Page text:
Jan. 24 (Bloomberg) -- The Australian and New Zealand currencies rose versus the yen after a survey of companies showed Chinese manufacturing expanded at the fastest pace in two years, brightening the outlook for commodity exports.
The South Pacific dollars advanced against their Japanese counterpart after the announcement by HSBC Holdings Plc and Markit Economics for the preliminary reading of a Purchasing Managers’ Index for China beat analysts’ forecasts. The so-called Aussie weakened versus New Zealand’s dollar as signs of limited inflation in the larger economy caused traders to add to bets on the size of interest-rate cuts this year.
“We have seen a bounce back in the Australian and New Zealand dollars due to the Chinese PMI data,” said Tim Waterer, a senior foreign-exchange dealer at CMC Markets in Sydney. “The fact that we’ve seen another improvement in Chinese activity lends itself to support a currency like the Aussie, which is hypersensitive to all things Chinese.”
Australia’s dollar rose 0.4 percent to 93.94 yen as of 4:52 p.m. in Sydney. It fell 0.4 percent to $1.0517 and slid 0.4 percent to NZ$1.2473. New Zealand’s currency gained 0.9 percent to 75.32 yen and added 0.1 percent to 84.31 U.S. cents.
The preliminary reading of the PMI Index was 51.9 in January, according to a statement from HSBC Holdings Plc and Markit Economics today. That compares with the 51.5 final reading for December and the 51.7 median estimate of analysts surveyed by Bloomberg News.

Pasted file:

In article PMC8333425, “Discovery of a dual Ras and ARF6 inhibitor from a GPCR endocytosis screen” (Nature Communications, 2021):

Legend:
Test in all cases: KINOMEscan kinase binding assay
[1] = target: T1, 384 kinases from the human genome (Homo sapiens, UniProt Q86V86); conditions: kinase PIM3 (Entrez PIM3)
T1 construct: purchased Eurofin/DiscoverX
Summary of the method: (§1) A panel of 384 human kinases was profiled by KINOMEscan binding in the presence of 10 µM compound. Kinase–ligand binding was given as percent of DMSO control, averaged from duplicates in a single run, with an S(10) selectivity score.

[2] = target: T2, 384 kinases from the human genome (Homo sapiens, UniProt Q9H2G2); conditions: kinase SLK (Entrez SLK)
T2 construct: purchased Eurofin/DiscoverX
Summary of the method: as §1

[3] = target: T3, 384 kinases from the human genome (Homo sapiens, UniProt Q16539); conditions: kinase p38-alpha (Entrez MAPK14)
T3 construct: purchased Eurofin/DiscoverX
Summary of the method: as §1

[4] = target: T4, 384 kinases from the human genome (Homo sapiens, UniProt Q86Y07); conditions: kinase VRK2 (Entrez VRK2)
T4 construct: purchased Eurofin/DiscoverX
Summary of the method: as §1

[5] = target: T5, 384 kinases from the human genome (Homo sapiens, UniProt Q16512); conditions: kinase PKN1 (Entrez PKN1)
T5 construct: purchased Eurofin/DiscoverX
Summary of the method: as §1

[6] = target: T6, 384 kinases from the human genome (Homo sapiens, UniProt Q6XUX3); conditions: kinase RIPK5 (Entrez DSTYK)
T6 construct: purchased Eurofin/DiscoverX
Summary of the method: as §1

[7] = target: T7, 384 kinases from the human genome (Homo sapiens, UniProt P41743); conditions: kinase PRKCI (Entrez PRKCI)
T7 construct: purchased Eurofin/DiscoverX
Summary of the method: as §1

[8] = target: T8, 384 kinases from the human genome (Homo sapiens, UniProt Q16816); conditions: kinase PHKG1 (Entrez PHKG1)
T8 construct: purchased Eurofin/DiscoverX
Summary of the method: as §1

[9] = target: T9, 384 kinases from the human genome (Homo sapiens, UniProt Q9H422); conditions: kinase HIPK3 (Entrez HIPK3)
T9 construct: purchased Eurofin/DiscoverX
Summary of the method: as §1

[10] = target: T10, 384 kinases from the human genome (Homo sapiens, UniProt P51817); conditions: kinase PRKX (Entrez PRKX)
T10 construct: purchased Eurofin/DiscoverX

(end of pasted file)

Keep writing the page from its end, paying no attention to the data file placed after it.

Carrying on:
China is Australia’s largest trading partner and New Zealand’s second-largest export destination.
Australia’s dollar fell for a third day against the so-called kiwi after figures yesterday for consumer prices were lower than economists projected, increasing prospects for a central-bank rate reduction on Feb. 5.
Swaps traders are betting the Reserve Bank of Australia will lower its benchmark rate by 53 basis points over a year, up from 49 basis points yesterday, according to a Credit Suisse Group AG index. There is a 52 percent chance the RBA will lower borrowing costs next month, data compiled by Bloomberg show.
“There’s a bit of chatter about next month or the month after that for the RBA, so that may have hurt the Aussie a little bit,” said Michael Turner, a fixed-income strategist in Sydney at Royal Bank of Canada.
Yields on Australia’s three-year bonds fell as low as 2.68 percent, the lowest least since Dec. 31.
The Aussie is “overvalued and we think it’s been driven up for the wrong reasons,” said Euan Munro, the Edinburgh-based head of multi-asset investing and fixed income at Standard Life Investments, which manages more than $250 billion. Chinese spending will be “less resource intensive” going forward, denting demand for Australian commodities, he said during an event in Sydney via videoconference.
Munro said he is betting that Australia’s dollar will fall versus the Mexican peso as the North American nation benefits from an increase in Chinese labor costs.
The Australian dollar declined 0.5 percent to 13.33 pesos.
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